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Muza-chan's Gate to Japan
Kyoto Nijo Castle southeast turret

After the main keep was destroyed by a fire caused by lightning, the only military buildings of the Nijō castle are the turrets and the gates, declared in 1952 as Important Cultural Properties. Photographed here in an autumn setting is a corner turret, the Southeast Yagura.

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EXIF Info:

Nikon Df
Lens: 24-70mm F/2.8G
Focal Length: 34mm
Aperture: F/6.3
Shutter Speed: 1/800s
ISO Sensitivity: ISO 400
Abeno Harukas viewed from Dotonbori
Yesterday’s Japan Photo:

Abeno Harukas viewed from Dotonbori

Abeno Harukas viewed from Dotonbori

Seen from above, the area nearby the Dotonbori canal, crowded by old buildings with various sizes looks like mny other Japanese cities. The only landmark visible is the Abeno Harukas skyscraper, the tallest building in Japan. In the middle of this photo, the purple-white tower is Tsutenkaku.

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EXIF Info:

Nikon Df
Lens: 24-70mm F/2.8G
Focal Length: 29mm
Aperture: F/7.1
Shutter Speed: 1/60s
ISO Sensitivity: ISO 3200
Honmaru Palace Nagoya
Yesterday’s Japan Photo:

Honmaru Palace Nagoya

Honmaru Palace Nagoya

The reconstruction project of the Honmaru Palace in Nagoya begun 8 years ago and will be finished during the next year, totalizing a surface of about 3,100 square meters. The palace was reconstructed as it was at its peak, in 1634, when an extension was added to accommodate Shogun Tokugawa Iemitsu.

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EXIF Info:

Nikon Df
Lens: 24-70mm F/2.8G
Focal Length: 24mm
Aperture: F/4
Shutter Speed: 1/60s
ISO Sensitivity: ISO 2500
Lady in kimono at Nijo Ninomaru Garden, Kyoto
Yesterday’s Japan Photo:

Lady in kimono at Nijo Ninomaru Garden, Kyoto

Lady in kimono at Nijo Ninomaru Garden, Kyoto

Although the Nijō castle in Kyoto was built specifically for the shogun, only a few of them actually stayed in it. After the first 3 Tokugawa shoguns, only Tokugawa Iemochi visited it in 1863, more than 200 years later.

However, the luxurious gardens of the palace were probably visited by the ladies of Kyoto, as this photo taken on a rainy autumn day made me think of them…

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EXIF Info:

Nikon Df
Lens: 24-70mm F/2.8G
Focal Length: 44mm
Aperture: F/6.3
Shutter Speed: 1/640s
ISO Sensitivity: ISO 800
One Piece anime-themed roadside barriers in Kyoto
Yesterday’s Japan Photo:

One Piece anime-themed roadside barriers in Kyoto

One Piece anime-themed roadside barriers in Kyoto

The first roadside barriers designed as cute animals were created 11 years ago by the Sendai-based company Sendaimeiban in collaboration to the Asahiyama Zoo of Hokkaido.

There was only a step left to anime-themed items, such as the One Piece character Monkey D. Luffy, and the one photographed here, representing another character from the same anime, Tony Tony Chopper.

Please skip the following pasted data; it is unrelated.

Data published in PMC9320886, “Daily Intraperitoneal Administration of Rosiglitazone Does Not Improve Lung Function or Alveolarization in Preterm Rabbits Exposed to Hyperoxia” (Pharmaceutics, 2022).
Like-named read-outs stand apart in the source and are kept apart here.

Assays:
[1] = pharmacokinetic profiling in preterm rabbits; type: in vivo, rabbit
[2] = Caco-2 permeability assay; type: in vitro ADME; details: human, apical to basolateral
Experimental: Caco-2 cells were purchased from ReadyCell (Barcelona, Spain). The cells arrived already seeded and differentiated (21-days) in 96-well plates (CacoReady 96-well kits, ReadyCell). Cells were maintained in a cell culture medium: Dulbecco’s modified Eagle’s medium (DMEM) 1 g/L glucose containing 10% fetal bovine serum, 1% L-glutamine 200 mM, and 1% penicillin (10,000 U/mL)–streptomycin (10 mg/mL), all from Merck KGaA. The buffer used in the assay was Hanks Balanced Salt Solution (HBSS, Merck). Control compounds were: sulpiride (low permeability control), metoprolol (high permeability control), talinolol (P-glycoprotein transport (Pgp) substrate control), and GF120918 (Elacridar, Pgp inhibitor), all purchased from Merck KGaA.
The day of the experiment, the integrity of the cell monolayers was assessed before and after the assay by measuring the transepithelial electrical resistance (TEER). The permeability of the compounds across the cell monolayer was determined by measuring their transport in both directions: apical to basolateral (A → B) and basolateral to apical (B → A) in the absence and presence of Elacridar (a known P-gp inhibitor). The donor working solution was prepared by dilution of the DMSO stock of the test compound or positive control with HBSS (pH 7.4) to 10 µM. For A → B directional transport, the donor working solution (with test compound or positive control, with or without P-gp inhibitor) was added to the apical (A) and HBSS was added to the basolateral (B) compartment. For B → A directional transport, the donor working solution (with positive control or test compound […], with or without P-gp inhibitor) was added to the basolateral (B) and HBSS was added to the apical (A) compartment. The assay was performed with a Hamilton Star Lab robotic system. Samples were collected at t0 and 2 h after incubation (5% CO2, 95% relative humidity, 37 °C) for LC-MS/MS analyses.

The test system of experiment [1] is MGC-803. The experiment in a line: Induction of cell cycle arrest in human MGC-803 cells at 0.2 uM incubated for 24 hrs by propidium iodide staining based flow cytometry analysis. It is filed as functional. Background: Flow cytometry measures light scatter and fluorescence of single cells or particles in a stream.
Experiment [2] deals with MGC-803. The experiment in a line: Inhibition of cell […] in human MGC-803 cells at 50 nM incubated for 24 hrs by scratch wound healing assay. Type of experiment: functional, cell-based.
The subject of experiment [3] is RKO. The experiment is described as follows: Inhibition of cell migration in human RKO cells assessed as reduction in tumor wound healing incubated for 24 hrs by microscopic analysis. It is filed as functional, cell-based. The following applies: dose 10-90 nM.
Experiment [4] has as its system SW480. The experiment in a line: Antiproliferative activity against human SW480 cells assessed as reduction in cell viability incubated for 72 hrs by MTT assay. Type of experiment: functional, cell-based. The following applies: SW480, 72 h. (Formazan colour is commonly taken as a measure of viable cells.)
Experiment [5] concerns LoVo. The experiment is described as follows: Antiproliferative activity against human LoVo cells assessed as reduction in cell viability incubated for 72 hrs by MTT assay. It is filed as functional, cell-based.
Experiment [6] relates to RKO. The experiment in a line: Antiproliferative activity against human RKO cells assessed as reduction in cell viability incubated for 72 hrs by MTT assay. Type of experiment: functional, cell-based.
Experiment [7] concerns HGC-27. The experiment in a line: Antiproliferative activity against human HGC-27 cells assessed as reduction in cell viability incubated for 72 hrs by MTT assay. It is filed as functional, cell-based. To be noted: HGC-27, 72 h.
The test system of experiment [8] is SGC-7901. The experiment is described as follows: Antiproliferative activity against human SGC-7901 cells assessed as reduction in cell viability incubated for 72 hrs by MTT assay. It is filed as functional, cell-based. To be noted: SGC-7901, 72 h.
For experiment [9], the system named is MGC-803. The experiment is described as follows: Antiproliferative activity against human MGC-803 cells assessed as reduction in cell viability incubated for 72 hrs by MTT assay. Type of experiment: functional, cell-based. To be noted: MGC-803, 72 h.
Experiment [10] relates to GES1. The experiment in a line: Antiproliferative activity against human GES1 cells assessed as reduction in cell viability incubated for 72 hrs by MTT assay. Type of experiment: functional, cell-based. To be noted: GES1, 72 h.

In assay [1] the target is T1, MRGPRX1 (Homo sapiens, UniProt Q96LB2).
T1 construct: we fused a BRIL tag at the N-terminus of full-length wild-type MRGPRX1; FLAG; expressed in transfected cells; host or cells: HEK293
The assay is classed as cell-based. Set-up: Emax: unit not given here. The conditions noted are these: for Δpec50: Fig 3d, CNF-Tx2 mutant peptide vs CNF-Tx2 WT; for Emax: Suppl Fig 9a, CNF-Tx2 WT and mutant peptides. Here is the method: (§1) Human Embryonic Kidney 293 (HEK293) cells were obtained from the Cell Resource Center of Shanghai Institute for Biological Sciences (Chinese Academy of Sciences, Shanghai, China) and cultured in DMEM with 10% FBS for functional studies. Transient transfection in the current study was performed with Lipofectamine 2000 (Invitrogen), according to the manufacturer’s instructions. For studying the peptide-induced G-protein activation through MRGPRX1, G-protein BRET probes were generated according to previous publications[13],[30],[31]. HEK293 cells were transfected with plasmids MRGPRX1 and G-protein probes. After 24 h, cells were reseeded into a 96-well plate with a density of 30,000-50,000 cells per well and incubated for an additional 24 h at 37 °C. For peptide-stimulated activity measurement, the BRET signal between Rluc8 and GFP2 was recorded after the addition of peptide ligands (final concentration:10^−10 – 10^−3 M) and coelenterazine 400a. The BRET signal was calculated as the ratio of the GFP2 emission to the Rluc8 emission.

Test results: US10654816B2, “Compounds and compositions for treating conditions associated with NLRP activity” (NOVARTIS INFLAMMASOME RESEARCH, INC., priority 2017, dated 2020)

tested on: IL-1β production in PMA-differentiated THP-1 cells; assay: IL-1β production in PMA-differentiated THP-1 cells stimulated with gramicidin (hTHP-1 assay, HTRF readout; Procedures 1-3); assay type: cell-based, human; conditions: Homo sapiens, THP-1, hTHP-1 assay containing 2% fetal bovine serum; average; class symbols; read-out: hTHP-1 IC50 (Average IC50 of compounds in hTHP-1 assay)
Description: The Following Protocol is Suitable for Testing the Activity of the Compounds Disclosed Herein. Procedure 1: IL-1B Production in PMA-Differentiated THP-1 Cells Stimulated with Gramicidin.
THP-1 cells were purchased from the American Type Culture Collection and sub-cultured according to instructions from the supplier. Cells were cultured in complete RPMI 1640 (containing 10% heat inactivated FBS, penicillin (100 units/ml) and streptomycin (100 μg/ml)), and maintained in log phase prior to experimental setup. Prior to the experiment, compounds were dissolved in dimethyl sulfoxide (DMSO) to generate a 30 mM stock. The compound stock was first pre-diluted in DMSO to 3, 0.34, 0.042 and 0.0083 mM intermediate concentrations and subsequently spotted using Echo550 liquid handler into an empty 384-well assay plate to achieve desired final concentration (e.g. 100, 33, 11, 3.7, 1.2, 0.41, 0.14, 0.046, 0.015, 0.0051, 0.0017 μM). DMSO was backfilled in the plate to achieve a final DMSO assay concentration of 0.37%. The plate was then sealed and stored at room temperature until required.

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EXIF Info:

Nikon Df
Lens: 24-70mm F/2.8G
Focal Length: 48mm
Aperture: F/4
Shutter Speed: 1/60s
ISO Sensitivity: ISO 2500
A Japanese Castle for 180 yen
Yesterday’s Japan Photo:

A Japanese Castle for 180 yen

A Japanese Castle for 180 yen

After the order to abandon castles was issued in 1873, a large number of Japanese castles were demolished during the next two years. By 1875 at the Matsue castle all the surrounding buildings and gates were already demolished, but then a few locals decided to buy the remaining main keep.

Since the demolished castles were sold as construction material, the authorities agreed to sell the castle for 180 yen. How much was this? Not much, because when the yen was adopted as currency in 1871, its parity was equal to one dollar. After the silver devaluation in 1873, the yen fell constantly, reaching about half a dollar in 1897. So, the Matsue castle, one of today’s 12 surviving Japanese castles, survived by being bought for less than 180 dollars…

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EXIF Info:

Nikon D700
Lens: VR 28-300mm F/3.5-5.6G
Focal Length: 112mm
Aperture: F/6.3
Shutter Speed: 1/800s
ISO Sensitivity: ISO 200
The Statue of Liberty in Odaiba, Tokyo
Yesterday’s Japan Photo:

The Statue of Liberty in Odaiba, Tokyo

The Statue of Liberty in Odaiba, Tokyo

This replica of the Statue of Liberty was installed 17 years ago, becoming instantly one of the landmarks of Odaiba. The decision to install it was taken after the original French Statue of Liberty of Bartholdi (currently displayed in Paris, in the Jardin du Luxembourg), was displayed here in April 1998, on the occasion of the “French year in Japan".

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EXIF Info:

Nikon Df
Lens: 24-70mm F/2.8G
Focal Length: 24mm
Aperture: F/2.8
Shutter Speed: 1/60s
ISO Sensitivity: ISO 4000
The roofs of Izumo Taisha
Yesterday’s Japan Photo:

The roofs of Izumo Taisha

The roofs of Izumo Taisha

Used only at Shinto shrines (although not mandatory) the chigi X-shaped roof terminations are always used in pairs, on both sides of the roof. Either simple, wooden-made, like the ones photographed here at the Izumo Taisha Grand Shrine, or complex decorated in metal, the chigi are always indicating that the building is a sacred place.

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EXIF Info:

Nikon Df
Lens: 24-70mm F/2.8G
Focal Length: 28mm
Aperture: F/6.3
Shutter Speed: 1/640s
ISO Sensitivity: ISO 640
Totekiko, the smallest Japanese Zen garden
Yesterday’s Japan Photo:

Totekiko, the smallest Japanese Zen garden